What was your most memorable day job?

This is my day job but the hours are ridiculous, there’s no days off and I’m still waiting to get paid.

What advice should you have taken but didn’t?

Keep a clean nose and always carry a lightbulb – Bob Dylan

What should everyone shut up about?

Body fascism. The only weight people need to lose is the one on their shoulders.

Who’s your ideal dinner guest, living or dead, and what would be on the menu?

John Lennon. 6 bottles of Merlot and two acoustic guitars.

Who is your favourite hero of fiction? 

Jesus Christ or Hong Kong Phooey. Too close to choose just one, both equally gifted. 

What was the best live gig or music festival you attended?

Reading Festival 1992. Nirvana’s last UK gig. Rumours were spreading that Kurt had OD’d. They came on stage an hour late and wheeled him on in a wheelchair for a joke. Proper rock and roll band.

Name something you consider a mind-altering work of art?

Salvador Dali. Blonde On Blonde. LSD.

What does the next 6 months look like for you?

Wet with a chance of rainbows.

Always meet your heroes or never meet your heroes?

Don’t have heroes. We are all VIP’s.

Thanks Richard!

Watch “Let It Shine” featuring footage from the Space Monkeys 2015 comeback tour.

DISARMing Questions for Richard McNevin-Duff of Space Monkeys

When you think of legendary Manchester label Factory Records, the obvious list of bands that come to mind are Joy Division, New Order, Happy Mondays, James, and OMD.  But there is another band that signed to the label, in fact they were the last Factory signing, that missed out on some much deserved recognition for the music they created on 1997’s superb Daddy Of Them All.

We saw Space Monkeys for the first time ever at 2015’s inaugural Shiiine On Weekender in Minehead, UK and were wildly entertained by both the infectious British alternative rock, infused with elements of acid house and baggy, and the engaging stage show.  These 90s lads brought it!  The good news is the band have announced they will return this November for the 2016 edition of the Shiiine On Weekender.

We ran Space Monkeys front-man Richard McNevin-Duff through our ever popular list of questions, and he came through with some absolute pearls of wisdom…and some pretty funny bits too.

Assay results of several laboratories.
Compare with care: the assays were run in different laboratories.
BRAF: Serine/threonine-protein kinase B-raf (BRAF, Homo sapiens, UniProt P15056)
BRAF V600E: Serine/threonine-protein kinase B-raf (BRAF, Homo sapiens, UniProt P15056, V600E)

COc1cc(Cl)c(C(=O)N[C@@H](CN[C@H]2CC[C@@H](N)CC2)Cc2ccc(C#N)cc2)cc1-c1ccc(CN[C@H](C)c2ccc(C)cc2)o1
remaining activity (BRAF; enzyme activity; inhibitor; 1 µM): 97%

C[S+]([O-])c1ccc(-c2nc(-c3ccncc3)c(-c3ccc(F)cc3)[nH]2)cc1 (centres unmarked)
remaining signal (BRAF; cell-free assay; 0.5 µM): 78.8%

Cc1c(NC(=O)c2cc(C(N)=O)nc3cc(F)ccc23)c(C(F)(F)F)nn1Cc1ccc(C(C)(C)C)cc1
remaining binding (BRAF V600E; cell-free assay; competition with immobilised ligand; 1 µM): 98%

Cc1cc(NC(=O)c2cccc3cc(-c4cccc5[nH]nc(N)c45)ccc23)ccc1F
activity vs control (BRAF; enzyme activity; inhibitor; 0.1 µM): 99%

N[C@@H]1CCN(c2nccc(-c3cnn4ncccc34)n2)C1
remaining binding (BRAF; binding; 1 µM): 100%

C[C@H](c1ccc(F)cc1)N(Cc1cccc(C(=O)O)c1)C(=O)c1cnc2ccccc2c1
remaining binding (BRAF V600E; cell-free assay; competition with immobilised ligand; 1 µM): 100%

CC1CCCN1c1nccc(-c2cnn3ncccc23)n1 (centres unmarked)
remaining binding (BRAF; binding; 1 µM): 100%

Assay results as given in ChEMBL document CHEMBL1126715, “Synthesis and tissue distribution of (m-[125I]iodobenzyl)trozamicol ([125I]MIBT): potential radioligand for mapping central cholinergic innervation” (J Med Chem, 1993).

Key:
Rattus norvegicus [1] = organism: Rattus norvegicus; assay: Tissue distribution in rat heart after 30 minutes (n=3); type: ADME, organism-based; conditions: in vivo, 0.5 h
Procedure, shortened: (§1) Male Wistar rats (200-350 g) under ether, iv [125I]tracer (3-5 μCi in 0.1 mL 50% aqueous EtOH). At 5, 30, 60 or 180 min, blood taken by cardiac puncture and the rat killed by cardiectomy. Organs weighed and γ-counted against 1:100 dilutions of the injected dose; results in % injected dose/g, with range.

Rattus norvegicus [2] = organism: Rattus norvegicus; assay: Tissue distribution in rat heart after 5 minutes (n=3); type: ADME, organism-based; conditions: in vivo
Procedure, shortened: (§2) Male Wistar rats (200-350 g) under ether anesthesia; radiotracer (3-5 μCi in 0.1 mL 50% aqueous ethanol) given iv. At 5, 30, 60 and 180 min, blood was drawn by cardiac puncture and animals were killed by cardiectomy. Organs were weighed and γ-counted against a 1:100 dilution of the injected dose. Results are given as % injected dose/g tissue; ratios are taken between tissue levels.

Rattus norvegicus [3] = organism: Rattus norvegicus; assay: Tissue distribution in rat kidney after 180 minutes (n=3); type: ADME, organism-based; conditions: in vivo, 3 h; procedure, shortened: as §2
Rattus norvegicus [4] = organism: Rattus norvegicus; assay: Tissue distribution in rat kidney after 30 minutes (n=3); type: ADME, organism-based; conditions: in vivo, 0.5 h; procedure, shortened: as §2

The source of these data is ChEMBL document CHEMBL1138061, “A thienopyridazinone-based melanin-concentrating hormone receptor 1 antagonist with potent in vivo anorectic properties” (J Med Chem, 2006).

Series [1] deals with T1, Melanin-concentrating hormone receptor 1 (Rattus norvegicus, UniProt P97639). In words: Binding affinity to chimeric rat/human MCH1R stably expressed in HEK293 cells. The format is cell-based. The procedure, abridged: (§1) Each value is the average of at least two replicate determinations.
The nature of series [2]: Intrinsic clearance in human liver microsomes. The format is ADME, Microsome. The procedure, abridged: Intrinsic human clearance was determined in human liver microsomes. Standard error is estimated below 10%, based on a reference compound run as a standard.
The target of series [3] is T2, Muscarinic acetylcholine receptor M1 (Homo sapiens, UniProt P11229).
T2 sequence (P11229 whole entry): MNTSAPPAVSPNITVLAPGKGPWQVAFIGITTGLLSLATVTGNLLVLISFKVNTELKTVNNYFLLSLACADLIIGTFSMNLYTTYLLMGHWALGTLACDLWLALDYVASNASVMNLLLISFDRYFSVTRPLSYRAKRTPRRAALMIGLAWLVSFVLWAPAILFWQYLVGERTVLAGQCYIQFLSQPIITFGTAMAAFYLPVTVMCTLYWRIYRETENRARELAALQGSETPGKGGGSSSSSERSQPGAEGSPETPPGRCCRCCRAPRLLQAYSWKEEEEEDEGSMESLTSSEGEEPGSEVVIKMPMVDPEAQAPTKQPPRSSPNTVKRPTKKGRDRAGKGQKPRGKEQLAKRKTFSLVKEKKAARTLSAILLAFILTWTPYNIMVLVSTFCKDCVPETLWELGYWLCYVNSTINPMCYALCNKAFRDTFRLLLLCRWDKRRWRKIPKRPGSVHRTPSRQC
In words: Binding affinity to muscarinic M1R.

Disarm: What are you listening to right now?

Richard: Currently I’m listening to Kaiden Nolan, a 16-year-old singer songwriter from North Manchester. He’s the future.

What was the first LP/tape/CD you remember owning?

Complete Madness and Snap by the Jam. Classic English bands of the late 70’s used to have a greatest hits album after about 3 years. Nowadays bands take 3 years to make one album. 

What is your favourite band? 

The only band I’ve bought everything they ever released on the day it came out is The Stone Roses. Your favourite band is always more than just a band, it’s an emotion. I’m patiently waiting to buy more.

Why do you live where you do?

Sheer bad luck.

What is your favourite journey?

Up the sleepy hill to Bedfordshire.

What’s your idea of a perfect Sunday?

Blood On The Tracks for breakfast followed by sunshine and friends in a beer garden.

What is an “essential” to take on a plane or tour bus?

A captain.

What is your dream vacation if money was no object? 

Life’s a trip and then you get off.

What do you do with 4 hours to yourself in a new city?

Look out of the hotel window and write a song about escaping.

What inspired you to take up music?

I grew up in a Working Men’s Club in Manchester as a kid and fell in love with the jukebox. I started a band when I was 14 with my mates from school and I’ve kept that gang mentality ever since. There must be nothing worse than having to fill your band with musicians cos you don’t have cool enough friends.